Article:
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Courtesy: Da‘wah Highlights


Brussels Islamic Center

Brussels: The Islamic Cultural Center here was started way back in 1963 by diplomats representing Islamic countries in Belgium, when a small place in one of the localities of the city was rented for the purpose.

When in 1967 King Faisal of Saudi Arabi visited Belgium, King Baudouin I of Belgium presented him with the Orient House, which was being used as a museum, and was situated in one of Brussels’ posh areas, and only a few meters away from the headquarters of the European Common Market. The aim was that it should be used as a mosque and Islamic cultural center.

In 1968, King Faisal decided that a proper Islamic Cultural Center should be built so that it becomes one of the prominent Islamic landmarks in Europe, and in the same year the Belgian Government decided to recognize the center as representative of the Muslims in the country.

In 1974, the Belgian Government officially recognized Islam as one of the religions in the country, and later decreed that Islamic Studies should be incorporated in the curricula of the formal schools for Muslim students.

In 1978, King Khalid of Saudi Arabia, in the presence of King Baudouin of Belgium, officially inaugurated the centre, and in 1982 the Makkah-based Muslim World League (MWL) decided to undertake the running of the centre and initiated a special budget for its running expenses. By 1983, it had developed into the Islamic Cultural Center, and since then it has come a long way. The center holds regular lectures and prayers, and also organizes seminars and conferences, and tries to solve the social and domestic problems of Muslims when they crop up from time to time.

In the educational sector, the center has set up a number of schools and classes for teaching Islamic Studies and the Arabic language, at various stages, and special classes are held for inducting new Muslims every Saturday, while classes for women are held on Mondays, Tuesdays, and Thursdays. Apart from its regular newsletter, the Islamic Cultural Center has its own broadcasting station known as ‘Islam Radio’, and a social club for the Muslim youths. It also has its own website on the Internet. The center also extends financial assistance to the poor among the Muslim community, and also sent its representatives to visit prisons, hospitals, and other areas, with the aim of assessing their problems and helping as far as is possible. The center also solemnizes Islamic marriages, and generally cares for the welfare and well-being of the Muslim families in Belgium, and tries to solve any social or domestic problems as and when they arise.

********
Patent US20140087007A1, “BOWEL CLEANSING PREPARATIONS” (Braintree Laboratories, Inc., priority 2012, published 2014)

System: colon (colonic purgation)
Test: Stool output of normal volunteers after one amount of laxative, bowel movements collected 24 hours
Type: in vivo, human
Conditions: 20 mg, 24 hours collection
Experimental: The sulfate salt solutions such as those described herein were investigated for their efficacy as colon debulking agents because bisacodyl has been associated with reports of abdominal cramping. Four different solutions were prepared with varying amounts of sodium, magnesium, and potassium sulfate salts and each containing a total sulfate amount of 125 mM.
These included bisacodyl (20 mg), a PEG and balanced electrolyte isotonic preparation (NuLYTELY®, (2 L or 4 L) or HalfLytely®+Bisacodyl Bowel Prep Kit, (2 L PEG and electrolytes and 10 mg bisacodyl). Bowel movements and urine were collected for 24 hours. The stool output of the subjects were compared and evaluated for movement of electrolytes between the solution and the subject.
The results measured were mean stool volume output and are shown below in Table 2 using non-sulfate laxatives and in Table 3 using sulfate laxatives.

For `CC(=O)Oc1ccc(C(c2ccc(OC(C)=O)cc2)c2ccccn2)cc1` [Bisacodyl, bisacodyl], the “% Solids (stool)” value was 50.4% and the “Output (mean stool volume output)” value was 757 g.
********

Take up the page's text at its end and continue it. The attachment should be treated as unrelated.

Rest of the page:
Muslims of Bermuda

Hamilton: Islamic activity started in Bermuda with the arrival of Black Muslims, working for American companies, who then bought a building and converted it into what became known as the Muhammady Mosque. There are now between 500-800 Muslims in the island that has a population of 62,472, according to the 1999 statistics.

The four-storey Muhammady Mosque has a school, known as the Clara Muhammad Islamic School. Another new mosque would be built next to it. The present mosque is patronized by the working class, mostly from Pakistan, Malaysia, Indonesia, and Bangladesh.

Muslim Community of Thailand

Bangkok: Muslims in Thailand now account for over 10 percent of the total population of 61,661,701, with most of them living in the Fatani Region, a region that had in yesteryears been as an independent kingdom ruled over by sultans. It was only at the beginning of the 20th century that it formed part of Thailand.

However, the Muslims of Fatani still apply the Islamic Sharī‘ah in matters regarding personal law, such as marriage, inheritance, and the like, and the government has created a separate section for this in the law courts, and this has become applicable in all of the country’s regions where there are concentrations of Muslims.

Dr. Ismail Lutfy, head of the Islamic College in Thailand, has said that the Fatani youths who graduate from the universities of the country are closely concerned also with their Islamic identity, and have formed an organization with the specific objective of spreading the message of Islam in the country, and also enlightening Muslims about various matters regarding their faith.

As a result, many non-Muslim Thais have also taken interest in Islam and seek to find out more about it. In this connection the Islamic organizations in Fatani have taken the responsibility of printing and distributing sizeable quantities of Islamic literature, in addition to recorded audio and video cassettes.


Courtesy: Da‘wah Highlight, Vol. XIII, Issue 3

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